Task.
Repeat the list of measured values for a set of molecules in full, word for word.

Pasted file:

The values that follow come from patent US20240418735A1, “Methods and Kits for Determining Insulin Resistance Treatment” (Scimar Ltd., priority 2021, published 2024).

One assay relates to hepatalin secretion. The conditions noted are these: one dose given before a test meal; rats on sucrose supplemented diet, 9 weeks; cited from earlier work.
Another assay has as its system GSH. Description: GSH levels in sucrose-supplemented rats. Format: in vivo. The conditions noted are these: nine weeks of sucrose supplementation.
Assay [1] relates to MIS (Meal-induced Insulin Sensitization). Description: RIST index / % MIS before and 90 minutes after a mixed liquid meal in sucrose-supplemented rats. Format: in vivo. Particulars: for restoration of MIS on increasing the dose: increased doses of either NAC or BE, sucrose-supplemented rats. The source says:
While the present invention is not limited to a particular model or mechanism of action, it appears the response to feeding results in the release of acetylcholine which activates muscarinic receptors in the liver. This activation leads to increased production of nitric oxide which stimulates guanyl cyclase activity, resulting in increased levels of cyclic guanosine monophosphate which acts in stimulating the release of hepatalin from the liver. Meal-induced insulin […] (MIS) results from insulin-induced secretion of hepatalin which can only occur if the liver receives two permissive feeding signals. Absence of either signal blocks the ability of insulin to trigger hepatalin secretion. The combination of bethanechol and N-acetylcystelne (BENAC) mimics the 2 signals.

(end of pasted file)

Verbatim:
The values that follow come from patent US20240418735A1, “Methods and Kits for Determining Insulin Resistance Treatment” (Scimar Ltd., priority 2021, published 2024).

One assay relates to hepatalin secretion. The conditions noted are these: one dose given before a test meal; rats on sucrose supplemented diet, 9 weeks; cited from earlier work.
Another assay has as its system GSH. Description: GSH levels in sucrose-supplemented rats. Format: in vivo. The conditions noted are these: nine weeks of sucrose supplementation.
Assay [1] relates to MIS (Meal-induced Insulin Sensitization). Description: RIST index / % MIS before and 90 minutes after a mixed liquid meal in sucrose-supplemented rats. Format: in vivo. Particulars: for restoration of MIS on increasing the dose: increased doses of either NAC or BE, sucrose-supplemented rats. The source says:
While the present invention is not limited to a particular model or mechanism of action, it appears the response to feeding results in the release of acetylcholine which activates muscarinic receptors in the liver. This activation leads to increased production of nitric oxide which stimulates guanyl cyclase activity, resulting in increased levels of cyclic guanosine monophosphate which acts in stimulating the release of hepatalin from the liver. Meal-induced insulin […] (MIS) results from insulin-induced secretion of hepatalin which can only occur if the liver receives two permissive feeding signals. Absence of either signal blocks the ability of insulin to trigger hepatalin secretion. The combination of bethanechol and N-acetylcystelne (BENAC) mimics the 2 signals.